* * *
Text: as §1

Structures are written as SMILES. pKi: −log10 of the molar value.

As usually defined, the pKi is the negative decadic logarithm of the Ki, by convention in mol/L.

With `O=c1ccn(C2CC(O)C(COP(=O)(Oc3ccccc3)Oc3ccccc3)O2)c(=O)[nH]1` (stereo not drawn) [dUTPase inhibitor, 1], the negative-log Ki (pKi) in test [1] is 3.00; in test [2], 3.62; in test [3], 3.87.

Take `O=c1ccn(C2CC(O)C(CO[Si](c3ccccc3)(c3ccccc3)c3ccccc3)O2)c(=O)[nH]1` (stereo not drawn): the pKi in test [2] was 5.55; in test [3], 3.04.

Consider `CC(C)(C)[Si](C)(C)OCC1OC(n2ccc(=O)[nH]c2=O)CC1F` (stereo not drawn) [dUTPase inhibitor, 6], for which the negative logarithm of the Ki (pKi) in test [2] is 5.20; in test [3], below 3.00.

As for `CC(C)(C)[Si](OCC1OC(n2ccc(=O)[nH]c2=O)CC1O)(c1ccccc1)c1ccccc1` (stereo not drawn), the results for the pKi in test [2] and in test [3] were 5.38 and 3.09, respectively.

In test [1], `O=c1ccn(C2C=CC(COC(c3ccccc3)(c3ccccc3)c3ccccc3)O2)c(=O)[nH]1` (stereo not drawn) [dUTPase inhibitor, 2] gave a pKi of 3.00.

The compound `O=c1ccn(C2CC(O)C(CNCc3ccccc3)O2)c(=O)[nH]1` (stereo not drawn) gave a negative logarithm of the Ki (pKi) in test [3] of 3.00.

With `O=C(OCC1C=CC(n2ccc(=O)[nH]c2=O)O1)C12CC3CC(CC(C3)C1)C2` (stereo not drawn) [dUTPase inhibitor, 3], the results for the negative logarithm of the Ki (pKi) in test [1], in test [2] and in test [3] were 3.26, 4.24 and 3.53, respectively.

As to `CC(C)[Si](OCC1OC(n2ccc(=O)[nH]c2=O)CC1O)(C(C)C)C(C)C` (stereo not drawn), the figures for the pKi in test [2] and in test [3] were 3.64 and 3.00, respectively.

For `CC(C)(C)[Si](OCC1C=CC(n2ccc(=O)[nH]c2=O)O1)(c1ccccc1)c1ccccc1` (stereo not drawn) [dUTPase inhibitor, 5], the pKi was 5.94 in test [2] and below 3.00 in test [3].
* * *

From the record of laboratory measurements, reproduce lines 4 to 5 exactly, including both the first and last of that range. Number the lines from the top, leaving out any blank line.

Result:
With `O=c1ccn(C2CC(O)C(COP(=O)(Oc3ccccc3)Oc3ccccc3)O2)c(=O)[nH]1` (stereo not drawn) [dUTPase inhibitor, 1], the negative-log Ki (pKi) in test [1] is 3.00; in test [2], 3.62; in test [3], 3.87.

Take `O=c1ccn(C2CC(O)C(CO[Si](c3ccccc3)(c3ccccc3)c3ccccc3)O2)c(=O)[nH]1` (stereo not drawn): the pKi in test [2] was 5.55; in test [3], 3.04.